A wise man once said, "There isn't a whole lot of fun in medicine, but there is a lot of medicine in fun." During the Atlanta 3-Day For the Cure event, fun was definitely one of the primary drugs of choice on par with Biofreeze and Skin-on-Skin.
The walkers themselves made their best effort to infuse as much fun into a challenging 60-mile walk, as blisters, strained muscles and sore feet would allow. Many of the teams had truly fantastic and wacky costumes, and one couldn't help but smile just by looking at them.
Then there were the crew. Blessed be the crew people for we could not have survived this thing without them. They too wore costumes, they cracked jokes, they gave out hugs and kisses, they danced, they sang, they picked people up off the sidewalk, they rode up and down the route on their bicycles and their motorcycles in pink bras, tutus and angel wings, they served our meals, they picked up our trash. They gave up their weekend and volunteered their hands and their hearts to keep us going.
I didn't realize that there was a waiting list of people who wanted to offer up their vans as sweep vans - the vehicles that not only served as cheering wagons with their fabulous decorations, but also performed a very practical purpose of delivering the injured walkers to the nearest pit stop and into the hands of the medical team. But apparently it is a very popular way to volunteer. If you think a sweep van driver's job is easy, think again. They have to know the neighborhoods, through which the route goes, know where they can turn around, how to pick people up safely, how to get to the pit stops as quickly as possible. We were in Atlanta - the city known for its insane traffic. As far as I'm concerned, those van drivers are heroes.
There were designated cheering stations set up all around the city, plus there were tons of improvised ones, where people just showed up with posters, snacks and water. Many brought their kids and dogs. I swear I must have hugged at least one dog per each mile I walked and high-fived at least one kid. Many local businesses put tables next to the route with coffee, tea, water, cookies, food bars, fruit, bread and tons of other stuff.
When we passed by restaurants people sitting outside having their lunch stood up and applauded. When we passed by police and fire stations, the men on duty at the time lined up and saluted. Random drivers beeped, waived and cheered from their cars as they drove by.
One of my favorite series of cheering stations was set up by a group of teenagers - boys and girls. Up front were two kids with huge posters "Save second base!" and "Save boobs, kahunas, gozongas, melons, cones, tatas..." Sure this gave them an opportunity to talk about boobs endlessly in preparation for, during and after the event. And they probably enjoyed getting hugs and kisses from many women, fetchingly boosted up by their sport tops and bras. But who cares? We loved them anyway.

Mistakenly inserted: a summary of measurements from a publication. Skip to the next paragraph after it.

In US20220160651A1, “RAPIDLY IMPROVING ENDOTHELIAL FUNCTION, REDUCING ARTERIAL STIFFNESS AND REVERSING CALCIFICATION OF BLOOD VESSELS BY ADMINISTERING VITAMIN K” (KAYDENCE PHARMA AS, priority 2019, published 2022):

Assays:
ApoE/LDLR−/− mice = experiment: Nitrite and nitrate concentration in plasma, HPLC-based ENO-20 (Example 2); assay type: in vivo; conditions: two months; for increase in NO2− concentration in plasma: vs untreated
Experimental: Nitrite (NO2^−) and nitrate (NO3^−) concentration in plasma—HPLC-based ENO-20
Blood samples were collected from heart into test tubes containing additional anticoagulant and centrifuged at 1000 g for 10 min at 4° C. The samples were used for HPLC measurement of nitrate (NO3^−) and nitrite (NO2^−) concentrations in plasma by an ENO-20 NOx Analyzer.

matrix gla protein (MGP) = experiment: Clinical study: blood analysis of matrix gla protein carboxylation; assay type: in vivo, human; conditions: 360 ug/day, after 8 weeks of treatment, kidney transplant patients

Of course, the sheer fun wasn't always enough. Sometimes, medicine was required along with it. The medical crew members were volunteers too: real doctors, nurses, physical therapists, and podiatrists who finished their work week and went right back to work along the 3-Day trail. I don't think I ever received better or more timely medical care with my health insurance.
I came to particularly appreciate the medical team during Day 3, when my only walking companion for the day was agonizing pain in my left foot. I went not from pit stop to pit stop but rather from one medical tent to the next. They iced me, cleaned me up, braced me, re-braced me, gave me pain killers and sent me on my way. During the last stop, to which I was brought by a medical van after nearly collapsing at one of the intersections, they recommended that I take the van to the Turner field where the closing ceremony was to be. I told them I would think about it. They knew I wanted to walk the last bit. So, they just did their job and let me make the decision.
If you ever do an event like this, please remember the value of fun and moral support. Joke with strangers, smile, make funny faces.
When I was adopted by the group of women during Day 2 who helped me hobble through, I repaid them the only way I knew how: I kept them in stitches as much as possible, feeding the my own brand of random geeky humor and covering mile after mile. I may have been a bit slow, but I hope I wasn't a burden.
If you are one of the fitter walkers and have energy, join the dancing crew during the lunch break. There was one group of younger people, including one guy, who joined the Zumba dancers, and boy did we love them for it! The young man who participated became so popular that during the next day's dancing session, people bodily dragged him out and asked him to shake it up again. This kind of stuff is priceless.